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The Federal Deposit Insurance Corporation (FDIC) is alerting financial institutions that provide Web-based payment origination services for business customers to increased reports of fraudulent EFT transactions resulting from compromised login credentials. Over the past year, the FDIC has detected an increase in the number of reports and the amount of losses resulting from unauthorized EFTs, such as automated clearing house (ACH) and wire transfers. In most of these cases, the fraudulent transfers were made from business customers whose online business banking software credentials were compromised.
Web-based commercial EFT origination applications are being targeted by malicious software, including Trojan horse programs, key loggers and other spoofing techniques, designed to circumvent online authentication methods. Illicitly obtained credentials can be used to initiate fraudulent ACH transactions and wire transfers, and take over commercial accounts. These types of malicious code, or "crimeware," can infect business customers' computers when the customer is visiting a Web site or opening an e-mail attachment. Some types of crimeware are difficult to detect because of how they are installed and because they can lie dormant until the targeted online banking session login is initiated. These attacks could result in monetary losses to financial institutions and their business customers if not detected quickly.
Financial institutions and technology service providers can refer to the following guidance for additional information on authentication and information security for high-risk transactions:
FFIEC Guidance Authentication in an Internet Banking Environment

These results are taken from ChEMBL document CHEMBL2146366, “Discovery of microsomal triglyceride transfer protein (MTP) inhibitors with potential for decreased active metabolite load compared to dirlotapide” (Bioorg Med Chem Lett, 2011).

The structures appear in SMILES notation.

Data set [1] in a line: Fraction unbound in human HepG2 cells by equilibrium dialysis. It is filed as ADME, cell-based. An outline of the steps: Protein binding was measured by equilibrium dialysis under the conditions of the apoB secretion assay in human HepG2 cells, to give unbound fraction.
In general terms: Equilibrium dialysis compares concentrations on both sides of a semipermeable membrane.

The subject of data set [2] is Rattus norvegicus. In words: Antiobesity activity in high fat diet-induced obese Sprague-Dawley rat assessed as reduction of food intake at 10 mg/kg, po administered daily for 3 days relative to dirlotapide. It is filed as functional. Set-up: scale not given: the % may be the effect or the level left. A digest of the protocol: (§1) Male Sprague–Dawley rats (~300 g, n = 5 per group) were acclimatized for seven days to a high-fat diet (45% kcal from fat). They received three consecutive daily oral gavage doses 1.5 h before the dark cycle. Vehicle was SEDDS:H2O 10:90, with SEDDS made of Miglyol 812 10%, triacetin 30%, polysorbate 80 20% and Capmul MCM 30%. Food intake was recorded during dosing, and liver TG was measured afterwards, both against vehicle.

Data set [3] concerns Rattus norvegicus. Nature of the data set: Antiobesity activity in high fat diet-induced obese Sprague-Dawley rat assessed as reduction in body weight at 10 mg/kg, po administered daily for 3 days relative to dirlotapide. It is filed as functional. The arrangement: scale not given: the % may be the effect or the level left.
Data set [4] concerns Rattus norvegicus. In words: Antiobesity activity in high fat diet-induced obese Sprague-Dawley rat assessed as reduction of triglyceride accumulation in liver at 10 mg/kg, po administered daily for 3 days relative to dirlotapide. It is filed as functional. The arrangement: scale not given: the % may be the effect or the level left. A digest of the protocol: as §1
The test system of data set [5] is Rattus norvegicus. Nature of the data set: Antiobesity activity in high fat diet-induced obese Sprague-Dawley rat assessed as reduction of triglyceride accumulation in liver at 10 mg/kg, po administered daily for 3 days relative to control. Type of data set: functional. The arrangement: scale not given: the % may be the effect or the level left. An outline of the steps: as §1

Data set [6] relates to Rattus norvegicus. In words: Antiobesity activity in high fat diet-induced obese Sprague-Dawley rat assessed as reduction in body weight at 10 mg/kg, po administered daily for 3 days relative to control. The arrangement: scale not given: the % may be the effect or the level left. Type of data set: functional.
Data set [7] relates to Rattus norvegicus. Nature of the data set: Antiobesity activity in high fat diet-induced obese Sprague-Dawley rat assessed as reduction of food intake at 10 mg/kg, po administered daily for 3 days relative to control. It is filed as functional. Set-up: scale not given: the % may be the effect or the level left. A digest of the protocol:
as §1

Consumers who want to learn more about computer security and online scams can find additional information at http://www.fdic.gov/consumers/consumer/guard/index.html and http://www.onguardonline.gov/topics/overview.aspx.
Businesses and local government agencies can find cyber security resources at http://www.us-cert.gov/.
Information about cyber-fraud incidents and other fraudulent activity may be forwarded to the FDIC's Cyber-Fraud and Financial Crimes Section, 550 17th Street, N.W., Room F-4004, Washington, D.C. 20429, or transmitted electronically to email@example.com. Questions related to federal deposit insurance or consumer issues should be submitted to the FDIC using an online form that can be accessed at http://www2.fdic.gov/starsmail/index.asp.
For your reference, FDIC Special Alerts may be accessed from the FDIC's website at www.fdic.gov/news/news/SpecialAlert/2009/index.html. To learn how to automatically receive FDIC Special Alerts through e-mail, please visit www.fdic.gov/about/subscriptions/index.html.
Distribution: FDIC-Supervised Banks (Commercial and Savings)
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